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n-3 Fatty acids are associated with better cardiovascular and cognitive health. However, the concentration of EPA, DPA and DHA in different plasma lipid pools differs and factors influencing this heterogeneity are poorly understood. Our aim was to evaluate the association of oily fish intake, sex, age, BMI and APOE genotype with concentrations of EPA, DPA and DHA in plasma phosphatidylcholine (PC), NEFA, cholesteryl esters (CE) and TAG. Healthy adults (148 male, 158 female, age 20–71 years) were recruited according to APOE genotype, sex and age. The fatty acid composition was determined by GC. Oily fish intake was positively associated with EPA in PC, CE and TAG, DPA in TAG, and DHA in all fractions (P≤0·008). There was a positive association between age and EPA in PC, CE and TAG, DPA in NEFA and CE, and DHA in PC and CE (P≤0·034). DPA was higher in TAG in males than females (P<0·001). There was a positive association between BMI and DPA and DHA in TAG (P<0·006 and 0·02, respectively). APOE genotype×sex interactions were observed: the APOE4 allele associated with higher EPA in males (P=0·002), and there was also evidence for higher DPA and DHA (P≤0·032). In conclusion, EPA, DPA and DHA in plasma lipids are associated with oily fish intake, sex, age, BMI and APOE genotype. Such insights may be used to better understand the link between plasma fatty acid profiles and dietary exposure and may influence intake recommendations across population subgroups.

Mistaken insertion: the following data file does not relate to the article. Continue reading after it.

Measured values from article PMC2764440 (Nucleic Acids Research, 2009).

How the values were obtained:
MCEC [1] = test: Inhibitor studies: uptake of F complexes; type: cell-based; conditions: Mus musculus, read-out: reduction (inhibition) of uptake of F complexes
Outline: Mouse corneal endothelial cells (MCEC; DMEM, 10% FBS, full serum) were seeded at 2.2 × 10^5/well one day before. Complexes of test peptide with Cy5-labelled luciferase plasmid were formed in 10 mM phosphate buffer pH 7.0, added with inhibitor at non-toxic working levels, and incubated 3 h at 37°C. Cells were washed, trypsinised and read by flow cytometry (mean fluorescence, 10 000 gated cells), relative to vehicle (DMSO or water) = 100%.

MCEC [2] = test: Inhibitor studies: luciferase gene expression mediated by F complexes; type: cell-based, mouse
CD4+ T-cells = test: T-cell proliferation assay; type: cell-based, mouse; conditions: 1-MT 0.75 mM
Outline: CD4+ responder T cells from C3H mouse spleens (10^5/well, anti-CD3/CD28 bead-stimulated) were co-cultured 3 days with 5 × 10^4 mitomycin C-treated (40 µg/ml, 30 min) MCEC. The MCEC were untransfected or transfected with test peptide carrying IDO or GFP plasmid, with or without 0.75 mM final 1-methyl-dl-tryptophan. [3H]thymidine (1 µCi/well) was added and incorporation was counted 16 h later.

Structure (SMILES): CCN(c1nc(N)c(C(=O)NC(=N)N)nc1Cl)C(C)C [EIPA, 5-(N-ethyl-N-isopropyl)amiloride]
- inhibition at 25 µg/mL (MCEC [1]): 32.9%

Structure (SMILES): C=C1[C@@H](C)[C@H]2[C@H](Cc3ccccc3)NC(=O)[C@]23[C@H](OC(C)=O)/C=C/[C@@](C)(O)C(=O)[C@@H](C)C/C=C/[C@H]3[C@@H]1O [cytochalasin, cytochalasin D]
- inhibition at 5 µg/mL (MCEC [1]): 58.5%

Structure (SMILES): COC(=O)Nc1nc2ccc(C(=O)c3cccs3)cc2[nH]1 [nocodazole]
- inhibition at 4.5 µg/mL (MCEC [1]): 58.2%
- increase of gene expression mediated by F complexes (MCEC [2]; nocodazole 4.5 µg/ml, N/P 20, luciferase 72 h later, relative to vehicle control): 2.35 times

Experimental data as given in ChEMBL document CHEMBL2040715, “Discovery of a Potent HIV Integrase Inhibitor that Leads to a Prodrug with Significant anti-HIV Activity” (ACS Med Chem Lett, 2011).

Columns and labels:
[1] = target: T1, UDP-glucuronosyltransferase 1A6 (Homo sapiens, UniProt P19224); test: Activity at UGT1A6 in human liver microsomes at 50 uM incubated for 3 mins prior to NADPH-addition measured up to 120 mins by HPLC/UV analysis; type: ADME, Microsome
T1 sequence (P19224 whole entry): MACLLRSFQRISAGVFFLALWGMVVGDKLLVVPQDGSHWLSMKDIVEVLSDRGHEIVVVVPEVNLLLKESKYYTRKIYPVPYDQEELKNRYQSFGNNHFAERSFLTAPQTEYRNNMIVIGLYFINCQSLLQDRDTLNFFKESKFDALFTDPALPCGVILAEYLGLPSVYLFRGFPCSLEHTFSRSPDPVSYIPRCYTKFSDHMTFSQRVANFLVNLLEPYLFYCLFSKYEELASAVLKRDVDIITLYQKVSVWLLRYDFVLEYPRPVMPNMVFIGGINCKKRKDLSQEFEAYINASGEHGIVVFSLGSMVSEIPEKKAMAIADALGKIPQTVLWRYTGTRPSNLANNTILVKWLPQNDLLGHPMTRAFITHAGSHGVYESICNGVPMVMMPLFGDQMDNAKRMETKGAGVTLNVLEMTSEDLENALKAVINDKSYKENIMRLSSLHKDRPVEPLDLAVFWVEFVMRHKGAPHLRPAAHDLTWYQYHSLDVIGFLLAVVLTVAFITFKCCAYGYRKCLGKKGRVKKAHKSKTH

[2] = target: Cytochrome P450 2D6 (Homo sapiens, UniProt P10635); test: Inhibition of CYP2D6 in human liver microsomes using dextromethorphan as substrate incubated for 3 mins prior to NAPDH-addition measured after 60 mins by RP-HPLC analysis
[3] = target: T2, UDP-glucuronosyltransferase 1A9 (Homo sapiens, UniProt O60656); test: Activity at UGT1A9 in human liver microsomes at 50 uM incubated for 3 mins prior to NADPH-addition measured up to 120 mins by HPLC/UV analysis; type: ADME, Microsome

The UK Food Standards Agency convened a group of expert scientists to review current research investigating the optimal dietary intake for n-9 cis-monounsaturated fatty acids (MUFA). The aim was to review the mechanisms underlying the reported beneficial effects of MUFA on CHD risk, and to establish priorities for future research. The issue of optimal MUFA intake is contingent upon optimal total fat intake; however, there is no consensus of opinion on what the optimal total fat intake should be. Thus, it was recommended that a large multi-centre study should look at the effects on CHD risk of MUFA replacement of saturated fatty acids in relation to varying total fat intakes; this study should be of sufficient size to take account of genetic variation, sex, physical activity and stage of life factors, as well as being of sufficient duration to account for adaptation to diets. Recommendations for studies investigating the mechanistic effects of MUFA were also made. Methods of manipulating the food chain to increase MUFA at the expense of saturated fatty acids were also discussed.
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